Informational masking (IM) refers to elevations in signal threshold caused by masker uncertainty. The purpose of this study was to investigate two factors expected to influence IM in hearing-impaired listeners. Masked thresholds for a 2000-Hz signal in the presence of simultaneous multitone maskers were measured in 16 normal-hearing (NH) and 9 hearing-impaired (HI) listeners. The maskers were 70 dB SPL average total power and were comprised of fixed-frequency components between 522 and 8346 Hz that were separated from each other by at least 1/3 oct and from the signal by at least 2/3 octs. Masker uncertainty was manipulated by randomly presenting each masker component with probability p = 0.1,0.2,...,0.9, or 1.0 across different trial blocks. Energetic masking was estimated as the amount of masking for p = 1.0, where masker uncertainty was minimum. IM was estimated as the amount of masking in excess of energetic masking. Decision weights were estimated by a regression of the listener's yes/no responses against the presence or absence of the signal and masker components. The decision weights and sensation levels (SLs) of the stimulus components were incorporated as factors in a model that predicts individual differences in IM based on the level variance (in dB) at the output of independent auditory filters [Lutfi, J. Acoust. Soc. Am. 94, 748-758 (1993)]. The results showed much individual variability in IM for the NH listeners (over 40 dB), but little IM for most HI listeners. When masker components were presented to a group of NH listeners at SLs similar to the HI listeners, IM was also similar to the HI listeners. IM was also similar for both groups when the level per masker component was 10 dB SL. These results suggest that reduced masker SLs for HI listeners decrease IM by effectively reducing masker variance. Weighting efficiencies, computed by comparing each listener's pattern of weights to that of an ideal analytic listener, were a good predictor of individual differences in IM among the NH listeners. For the HI listeners weighting efficiency and IM were unrelated because of the large variation in masker SLs among individual listeners, the small variance in IM, and perhaps because broadened auditory filters in some listeners increased the covariance in auditory filter outputs.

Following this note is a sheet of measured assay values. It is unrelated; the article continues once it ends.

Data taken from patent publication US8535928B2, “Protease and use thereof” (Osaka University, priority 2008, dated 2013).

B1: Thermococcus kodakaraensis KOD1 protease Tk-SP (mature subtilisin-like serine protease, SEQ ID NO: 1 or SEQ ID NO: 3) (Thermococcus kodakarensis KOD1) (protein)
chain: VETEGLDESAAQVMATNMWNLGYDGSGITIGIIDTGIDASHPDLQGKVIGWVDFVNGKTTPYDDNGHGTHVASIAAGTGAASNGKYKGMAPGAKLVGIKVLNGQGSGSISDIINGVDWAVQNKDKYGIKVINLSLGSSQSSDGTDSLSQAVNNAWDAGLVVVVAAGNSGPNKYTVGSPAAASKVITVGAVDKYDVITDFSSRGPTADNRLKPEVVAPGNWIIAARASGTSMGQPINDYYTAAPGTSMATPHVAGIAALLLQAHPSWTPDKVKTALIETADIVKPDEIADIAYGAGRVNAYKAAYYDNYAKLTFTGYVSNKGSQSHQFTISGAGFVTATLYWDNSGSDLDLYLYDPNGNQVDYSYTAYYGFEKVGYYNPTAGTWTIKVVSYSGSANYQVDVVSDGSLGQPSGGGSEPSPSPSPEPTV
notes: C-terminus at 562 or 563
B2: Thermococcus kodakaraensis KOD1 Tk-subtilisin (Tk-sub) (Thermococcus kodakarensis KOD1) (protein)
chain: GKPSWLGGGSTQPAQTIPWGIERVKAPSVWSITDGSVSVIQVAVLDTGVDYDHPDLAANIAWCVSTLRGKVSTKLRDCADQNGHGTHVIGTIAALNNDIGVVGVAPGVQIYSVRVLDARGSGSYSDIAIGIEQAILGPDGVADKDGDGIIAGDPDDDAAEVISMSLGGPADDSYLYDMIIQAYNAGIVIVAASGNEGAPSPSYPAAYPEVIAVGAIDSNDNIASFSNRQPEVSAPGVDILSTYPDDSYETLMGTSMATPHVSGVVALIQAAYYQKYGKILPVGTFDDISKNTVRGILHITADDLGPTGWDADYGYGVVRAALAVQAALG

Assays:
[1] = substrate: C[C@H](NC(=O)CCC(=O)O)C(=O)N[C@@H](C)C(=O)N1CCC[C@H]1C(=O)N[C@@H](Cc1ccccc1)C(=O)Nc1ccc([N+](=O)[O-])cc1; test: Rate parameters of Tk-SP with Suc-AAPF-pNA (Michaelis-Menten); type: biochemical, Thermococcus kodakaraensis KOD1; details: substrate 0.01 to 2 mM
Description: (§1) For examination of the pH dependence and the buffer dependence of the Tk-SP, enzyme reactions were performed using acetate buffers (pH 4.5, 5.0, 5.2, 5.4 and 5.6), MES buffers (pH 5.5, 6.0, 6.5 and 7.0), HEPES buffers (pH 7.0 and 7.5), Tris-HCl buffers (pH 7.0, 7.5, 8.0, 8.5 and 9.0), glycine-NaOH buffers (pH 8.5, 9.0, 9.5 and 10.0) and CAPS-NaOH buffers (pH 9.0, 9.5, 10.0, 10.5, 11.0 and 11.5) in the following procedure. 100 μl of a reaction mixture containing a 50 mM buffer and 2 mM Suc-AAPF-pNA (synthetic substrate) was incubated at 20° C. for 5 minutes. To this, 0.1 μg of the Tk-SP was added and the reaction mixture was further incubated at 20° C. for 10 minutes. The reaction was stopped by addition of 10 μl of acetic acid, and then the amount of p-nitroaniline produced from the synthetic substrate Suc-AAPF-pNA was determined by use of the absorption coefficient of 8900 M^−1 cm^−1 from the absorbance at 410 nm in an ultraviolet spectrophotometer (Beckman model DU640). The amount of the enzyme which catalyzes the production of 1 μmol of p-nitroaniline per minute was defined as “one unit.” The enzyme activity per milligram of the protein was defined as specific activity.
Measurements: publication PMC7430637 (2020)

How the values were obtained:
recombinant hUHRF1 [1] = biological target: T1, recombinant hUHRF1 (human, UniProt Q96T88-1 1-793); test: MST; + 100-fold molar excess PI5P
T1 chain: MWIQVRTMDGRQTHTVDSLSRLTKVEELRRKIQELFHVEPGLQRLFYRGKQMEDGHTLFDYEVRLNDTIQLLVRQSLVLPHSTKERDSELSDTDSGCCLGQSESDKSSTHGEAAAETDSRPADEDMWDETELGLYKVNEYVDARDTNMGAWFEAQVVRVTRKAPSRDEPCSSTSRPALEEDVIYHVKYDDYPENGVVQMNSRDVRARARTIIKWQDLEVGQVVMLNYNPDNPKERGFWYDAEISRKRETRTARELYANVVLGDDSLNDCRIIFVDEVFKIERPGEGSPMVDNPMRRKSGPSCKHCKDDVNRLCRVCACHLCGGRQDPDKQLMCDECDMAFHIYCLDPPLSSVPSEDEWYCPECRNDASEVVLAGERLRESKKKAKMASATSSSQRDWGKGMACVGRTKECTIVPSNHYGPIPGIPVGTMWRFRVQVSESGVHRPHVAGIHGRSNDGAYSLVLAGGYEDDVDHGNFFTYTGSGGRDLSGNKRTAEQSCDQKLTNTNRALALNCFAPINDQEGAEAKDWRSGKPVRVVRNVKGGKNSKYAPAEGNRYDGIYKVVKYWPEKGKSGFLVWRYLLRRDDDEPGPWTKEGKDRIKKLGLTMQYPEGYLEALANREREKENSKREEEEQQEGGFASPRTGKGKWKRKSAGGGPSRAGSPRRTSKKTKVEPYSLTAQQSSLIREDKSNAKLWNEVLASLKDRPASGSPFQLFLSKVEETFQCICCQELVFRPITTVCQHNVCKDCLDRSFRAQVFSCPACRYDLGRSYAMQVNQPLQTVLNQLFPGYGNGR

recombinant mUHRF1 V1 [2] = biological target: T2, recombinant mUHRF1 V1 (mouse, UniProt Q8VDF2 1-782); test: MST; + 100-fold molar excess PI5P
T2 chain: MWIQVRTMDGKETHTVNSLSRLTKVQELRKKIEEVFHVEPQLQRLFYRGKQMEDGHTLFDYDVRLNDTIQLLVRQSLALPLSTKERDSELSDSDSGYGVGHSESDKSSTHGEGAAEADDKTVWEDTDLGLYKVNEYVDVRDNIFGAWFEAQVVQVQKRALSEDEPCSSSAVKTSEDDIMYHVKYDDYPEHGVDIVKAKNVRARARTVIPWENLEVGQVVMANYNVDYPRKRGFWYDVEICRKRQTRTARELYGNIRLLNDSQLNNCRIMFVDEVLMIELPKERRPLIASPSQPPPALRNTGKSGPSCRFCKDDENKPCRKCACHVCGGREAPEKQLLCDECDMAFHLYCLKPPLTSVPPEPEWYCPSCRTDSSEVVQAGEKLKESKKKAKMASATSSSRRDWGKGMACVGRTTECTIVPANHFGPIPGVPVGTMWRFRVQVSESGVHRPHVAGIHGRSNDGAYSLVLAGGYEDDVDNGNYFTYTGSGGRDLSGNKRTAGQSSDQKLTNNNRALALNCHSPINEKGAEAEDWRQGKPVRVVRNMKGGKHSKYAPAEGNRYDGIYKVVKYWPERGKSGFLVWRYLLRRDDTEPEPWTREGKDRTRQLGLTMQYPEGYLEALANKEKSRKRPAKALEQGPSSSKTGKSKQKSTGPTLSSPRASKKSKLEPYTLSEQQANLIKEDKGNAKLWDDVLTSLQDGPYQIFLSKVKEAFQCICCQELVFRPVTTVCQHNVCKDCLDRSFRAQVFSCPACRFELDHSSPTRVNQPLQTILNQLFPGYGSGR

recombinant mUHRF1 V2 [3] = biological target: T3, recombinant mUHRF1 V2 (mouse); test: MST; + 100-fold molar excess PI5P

J. Alexander, R. Lutfi
The Journal of the Acoustical Society of America